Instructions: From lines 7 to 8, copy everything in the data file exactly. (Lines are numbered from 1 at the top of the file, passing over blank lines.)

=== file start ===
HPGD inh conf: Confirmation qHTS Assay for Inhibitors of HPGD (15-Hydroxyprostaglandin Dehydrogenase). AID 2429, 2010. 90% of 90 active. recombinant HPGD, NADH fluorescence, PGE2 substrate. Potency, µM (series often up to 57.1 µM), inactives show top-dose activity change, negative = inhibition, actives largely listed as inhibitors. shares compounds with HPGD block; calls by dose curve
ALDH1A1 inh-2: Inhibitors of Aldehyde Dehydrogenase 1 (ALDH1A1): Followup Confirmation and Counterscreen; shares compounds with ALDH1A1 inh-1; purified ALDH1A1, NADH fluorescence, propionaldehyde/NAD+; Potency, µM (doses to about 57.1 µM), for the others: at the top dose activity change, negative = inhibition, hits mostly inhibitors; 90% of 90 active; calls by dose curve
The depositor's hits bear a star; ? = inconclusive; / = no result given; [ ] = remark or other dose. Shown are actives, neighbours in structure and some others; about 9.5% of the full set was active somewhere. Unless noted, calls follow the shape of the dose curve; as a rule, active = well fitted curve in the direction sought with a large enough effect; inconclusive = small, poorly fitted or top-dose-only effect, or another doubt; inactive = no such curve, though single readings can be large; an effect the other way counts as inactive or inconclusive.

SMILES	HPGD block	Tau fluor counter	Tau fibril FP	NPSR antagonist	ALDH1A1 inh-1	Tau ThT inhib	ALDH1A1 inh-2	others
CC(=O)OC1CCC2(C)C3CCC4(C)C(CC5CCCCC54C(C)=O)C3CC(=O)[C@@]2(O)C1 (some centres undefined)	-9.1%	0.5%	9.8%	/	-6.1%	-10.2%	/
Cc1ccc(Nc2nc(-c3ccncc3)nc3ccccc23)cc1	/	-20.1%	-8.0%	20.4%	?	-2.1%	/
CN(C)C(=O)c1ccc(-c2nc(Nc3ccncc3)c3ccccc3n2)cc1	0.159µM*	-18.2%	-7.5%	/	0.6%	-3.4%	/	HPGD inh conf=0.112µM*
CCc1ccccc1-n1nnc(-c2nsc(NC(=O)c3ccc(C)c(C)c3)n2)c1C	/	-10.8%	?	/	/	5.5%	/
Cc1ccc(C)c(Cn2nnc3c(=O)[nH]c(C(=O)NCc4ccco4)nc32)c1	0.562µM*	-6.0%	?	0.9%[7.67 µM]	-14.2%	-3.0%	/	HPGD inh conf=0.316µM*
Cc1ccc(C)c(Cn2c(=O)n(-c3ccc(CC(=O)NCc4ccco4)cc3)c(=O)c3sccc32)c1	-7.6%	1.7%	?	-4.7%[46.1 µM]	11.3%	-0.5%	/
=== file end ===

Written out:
CN(C)C(=O)c1ccc(-c2nc(Nc3ccncc3)c3ccccc3n2)cc1	0.159µM*	-18.2%	-7.5%	/	0.6%	-3.4%	/	HPGD inh conf=0.112µM*
CCc1ccccc1-n1nnc(-c2nsc(NC(=O)c3ccc(C)c(C)c3)n2)c1C	/	-10.8%	?	/	/	5.5%	/